Before I attempt something like that though, I’d hope I would be able to do it. Not just the heart, but the method. Snapping a neck might seem simple, but maybe isn’t SO simple. If you mess up and hurt the animal even more, that would suck even more. :(
Of course there’s no way to train for this, and anybody who has the job to put animals to sleep probably has access to tools and things not available to us. But that’s what I would do, or try to. Can’t think of anything that would be quicker, except maybe a firearm I guess.

My dad told me that in his day, he had to kill a dying cat, and what he did was choke it with his hands. But it was a big adult cat, strong enough to withstand this for minutes, even if it was sick. But maybe something smaller or more than seriously injured wouldn’t last that long.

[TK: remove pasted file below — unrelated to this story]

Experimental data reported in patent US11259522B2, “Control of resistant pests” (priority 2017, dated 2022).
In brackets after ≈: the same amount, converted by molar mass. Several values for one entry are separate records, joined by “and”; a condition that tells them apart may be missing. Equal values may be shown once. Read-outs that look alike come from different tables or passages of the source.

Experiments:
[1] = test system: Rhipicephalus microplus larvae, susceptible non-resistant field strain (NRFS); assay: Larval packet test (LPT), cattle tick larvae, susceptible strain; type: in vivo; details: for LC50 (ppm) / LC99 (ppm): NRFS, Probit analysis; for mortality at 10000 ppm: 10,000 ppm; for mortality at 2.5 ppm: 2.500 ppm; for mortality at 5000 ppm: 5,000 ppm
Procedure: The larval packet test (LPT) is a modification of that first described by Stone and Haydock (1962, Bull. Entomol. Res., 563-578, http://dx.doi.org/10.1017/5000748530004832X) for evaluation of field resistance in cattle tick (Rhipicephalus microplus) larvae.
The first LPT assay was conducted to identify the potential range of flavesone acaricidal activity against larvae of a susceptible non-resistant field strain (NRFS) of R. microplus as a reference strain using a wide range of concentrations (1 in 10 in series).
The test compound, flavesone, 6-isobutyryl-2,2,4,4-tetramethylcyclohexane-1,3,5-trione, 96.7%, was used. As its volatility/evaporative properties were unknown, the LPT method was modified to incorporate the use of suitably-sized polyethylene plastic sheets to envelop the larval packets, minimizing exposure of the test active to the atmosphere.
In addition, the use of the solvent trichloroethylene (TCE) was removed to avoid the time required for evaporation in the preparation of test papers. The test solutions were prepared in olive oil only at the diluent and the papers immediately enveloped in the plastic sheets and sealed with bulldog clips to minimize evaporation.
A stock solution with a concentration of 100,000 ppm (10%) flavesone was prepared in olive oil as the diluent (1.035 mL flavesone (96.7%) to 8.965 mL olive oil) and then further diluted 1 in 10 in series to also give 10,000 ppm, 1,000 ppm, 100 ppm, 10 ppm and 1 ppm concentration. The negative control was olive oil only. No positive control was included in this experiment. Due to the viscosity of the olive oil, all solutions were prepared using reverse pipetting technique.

gondwanalon's avatar

@gailcalled I don’t have dry ice just laying around but I can get it easy enough. just google dry ice for your town. It is sold by many places to support parties and transport of goods. There are two such venders in my town of Tacoma and I saw several in Seattle 50 miles away.
Good luck!

rooeytoo's avatar

@gondwanalon – just out of curiosity, is it expensive? We bought enough to cover the bottom of a medium sized esky (cooler) and it was $70. I know Australia is ridiculously expensive in a lot of things, but that seemed totally outrageous.

gondwanalon's avatar

@rooeytoo You are right about being over charged for dry ice (by U.S. standards). I can buy dry ice here for about $1 (U.S. dollar) per pound. It comes in several forms (medium pellet, small pellet, powder and several different size and shape blocks.

rooeytoo's avatar

@gondwanalon – I thought it was expensive, but that is a GIGANTIC difference. It was the only place in town that sold it so I guess that gives them a license to steal.